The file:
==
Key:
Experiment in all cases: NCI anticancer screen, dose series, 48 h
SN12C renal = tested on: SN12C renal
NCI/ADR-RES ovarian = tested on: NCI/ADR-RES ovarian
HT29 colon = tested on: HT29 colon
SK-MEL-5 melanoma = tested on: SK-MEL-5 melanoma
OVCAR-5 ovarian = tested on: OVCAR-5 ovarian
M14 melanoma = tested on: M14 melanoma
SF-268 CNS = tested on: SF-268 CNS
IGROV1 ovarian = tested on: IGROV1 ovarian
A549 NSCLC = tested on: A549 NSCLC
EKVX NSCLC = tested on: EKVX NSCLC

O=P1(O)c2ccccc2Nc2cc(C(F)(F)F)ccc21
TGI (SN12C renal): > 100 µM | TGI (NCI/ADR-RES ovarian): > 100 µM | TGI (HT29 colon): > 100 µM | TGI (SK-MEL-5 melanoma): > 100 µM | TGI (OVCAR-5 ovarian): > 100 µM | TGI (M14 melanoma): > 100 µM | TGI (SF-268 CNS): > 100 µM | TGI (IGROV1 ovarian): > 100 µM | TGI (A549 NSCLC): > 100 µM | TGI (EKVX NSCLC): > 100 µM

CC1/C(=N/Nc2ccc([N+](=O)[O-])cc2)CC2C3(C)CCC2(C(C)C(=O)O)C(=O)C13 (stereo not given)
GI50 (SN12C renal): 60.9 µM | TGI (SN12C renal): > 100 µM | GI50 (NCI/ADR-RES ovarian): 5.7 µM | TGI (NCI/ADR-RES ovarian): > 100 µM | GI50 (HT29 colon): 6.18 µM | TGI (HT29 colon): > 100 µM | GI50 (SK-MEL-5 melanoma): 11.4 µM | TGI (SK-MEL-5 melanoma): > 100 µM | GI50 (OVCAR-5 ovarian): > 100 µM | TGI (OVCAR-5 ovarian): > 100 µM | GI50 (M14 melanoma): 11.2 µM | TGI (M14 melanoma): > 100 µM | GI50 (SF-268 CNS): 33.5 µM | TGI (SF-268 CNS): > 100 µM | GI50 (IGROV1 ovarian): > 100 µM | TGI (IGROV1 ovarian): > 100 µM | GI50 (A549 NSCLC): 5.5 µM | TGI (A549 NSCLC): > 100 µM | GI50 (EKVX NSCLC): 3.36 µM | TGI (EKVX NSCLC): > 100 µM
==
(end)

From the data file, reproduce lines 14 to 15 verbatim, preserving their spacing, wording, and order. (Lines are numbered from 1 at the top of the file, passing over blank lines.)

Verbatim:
TGI (SN12C renal): > 100 µM | TGI (NCI/ADR-RES ovarian): > 100 µM | TGI (HT29 colon): > 100 µM | TGI (SK-MEL-5 melanoma): > 100 µM | TGI (OVCAR-5 ovarian): > 100 µM | TGI (M14 melanoma): > 100 µM | TGI (SF-268 CNS): > 100 µM | TGI (IGROV1 ovarian): > 100 µM | TGI (A549 NSCLC): > 100 µM | TGI (EKVX NSCLC): > 100 µM

CC1/C(=N/Nc2ccc([N+](=O)[O-])cc2)CC2C3(C)CCC2(C(C)C(=O)O)C(=O)C13 (stereo not given)